Thursday, June 7, 2012

Pork Chile Colorado Tacos

Pork Chile Colorado Tacos
My first experience with Chile Colorado was many years ago at a local burrito joint I used to frequent (it's still around but it is no longer a personal favorite), but they called their filling "Chicken Colorado" not "Chile Colorado" (normally the meat is pork)... and back in the day the intertubes were not so powerful and numerous as they are now, so I never really knew what it was (I live in New England after all). Indeed, I assumed it was some personal concoction that they had named after Colorado for idiosyncratic reasons. Fast forward to a few months ago when I finally ordered Diana Kennedey's The Essential Cuisines of Mexico, which is one of the more definitive tomes on Mexican cooking... and while paging through it I finally discovered that chile colorado is actually a fairly straightforward red chile sauce. Reminiscent of a mole but much simpler with only a few ingredients.

For weeks this recipe (carne de puerco en chile colorado) sat bookmarked but unmade until I say Hank Shaw post a version for wild boar (or any meat really) and I decided it was time to finally make it. I did a mashup of the two recipes... cooking the pork Diana Kennedy's way (braise until almost done and then fry a bit for color) but using Mr. Shaw's choice of spice (cinnamon!) and liquids (crushed tomatoes and stock instead of water).

Note that you want some fat on the pork, and in my case I had a little too much... so when I got to the frying stage I actually removed all my pork and poured enough off to get back to three tablespoons. It's also possible you might have too little and need to add more. In either case I would remove all the pork and brown in batches (contrary to Diana Kennedy's instructions) simply because it's more efficient and not really any more work. Also, these are the chiles I used, but you could could go with whatever ones you like... I'd just make sure you have some legitimate red ones, like New Mexicos, for the color.

Chile Colorado

Ingredients

adapted from The Essential Cuisines of Mexico and Hunter, Angler, Gardener, Cook
  • 2 and 1/4 lbs boneless pork, cut into 1/2" cubes
  • 2 teaspoons salt
  • 1/4 cup and 1 cup water
  • 2 garlic cloves
  • 1/4 teaspoon cumin seeds
  • 1/2 teaspoon Mexican oregano
  • 2 dried chipotle chiles, with or without seeds based on heat preference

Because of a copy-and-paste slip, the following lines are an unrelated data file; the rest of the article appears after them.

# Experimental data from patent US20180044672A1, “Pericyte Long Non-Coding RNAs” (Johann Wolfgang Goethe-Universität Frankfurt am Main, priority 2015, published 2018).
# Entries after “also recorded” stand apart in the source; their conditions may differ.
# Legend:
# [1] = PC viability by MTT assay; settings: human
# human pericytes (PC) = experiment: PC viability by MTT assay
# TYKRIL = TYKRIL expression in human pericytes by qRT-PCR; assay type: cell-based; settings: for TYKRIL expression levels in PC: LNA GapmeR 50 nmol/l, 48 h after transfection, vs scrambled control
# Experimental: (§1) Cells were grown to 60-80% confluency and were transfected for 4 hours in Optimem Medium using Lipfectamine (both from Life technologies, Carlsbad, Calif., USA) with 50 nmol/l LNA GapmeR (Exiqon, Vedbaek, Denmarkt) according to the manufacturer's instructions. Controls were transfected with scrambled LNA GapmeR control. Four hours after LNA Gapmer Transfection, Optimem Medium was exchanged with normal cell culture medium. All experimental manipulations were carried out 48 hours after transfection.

• 4 dried ancho chiles, with or without seeds based on heat preference
  • 4 dried New Mexico chiles, with or without seeds based on heat preference
  • 2 tablespoons fat, oil or lard
  • 2 teaspoons all-purpose flour
  • 2 teaspoons cinnamon
  • 1/2 cup crushed tomatoes
  • 1 cup chicken (or pork if you have it) stock

Garnishes

  • Corn tortillas
  • Diced onion/shallot
  • Diced avocado
  • Queso cotija
  • Chopped cilantro
  • Lime wedges

Directions

  1. Put pork, salt, and 1/4 cup water in pan (with a lid) large enough to hold the cubed pork in two layers. Cook, covered, over low heat... stirring occasionally to keep things from sticking together... until the meat is just short of done. This will probably be about 45 minutes, but you'll have to keep an eye on it depending on the cut of meat. Possibly you'll run out of water and will need to add a little more at some point.
  2. While that's going on, crush the garlic, cumin, and oregano in a mortar and pestle. Cover the peppers with water in a small saucepan and simmer for 10 minutes. Drain and transfer to a blender jar along with 1 cup of water and the crushed garlic and spices and blend until smooth. Strain into a bowl with a fine mesh strainer and a spatula to squeeze out as much sauce as possible.
  3. Transfer the pork to a bowl with a slotted spoon and check your rendered fat. If it's less than 3 tablespoons add some, if it's more then pour some off. Turn the heat to medium high and brown the pork lightly in 2 batches. Return all pork to the pan and sprinkle with flour and keep turning until it browns. Add the strained red chile sauce a let it fry for a minute or two longer... making sure to scrape up any delicious brown bits. Add the cinnamon, tomatoes, and stock and bring to a simmer. Turn the heat to low and simmer, uncovered for 15-20 minutes more. If the sauce is too thick for your preference just add some water or stock to thin it out.
  4. Traditionally it is served in bowls over rice with the above garnishes, but I just made tacos.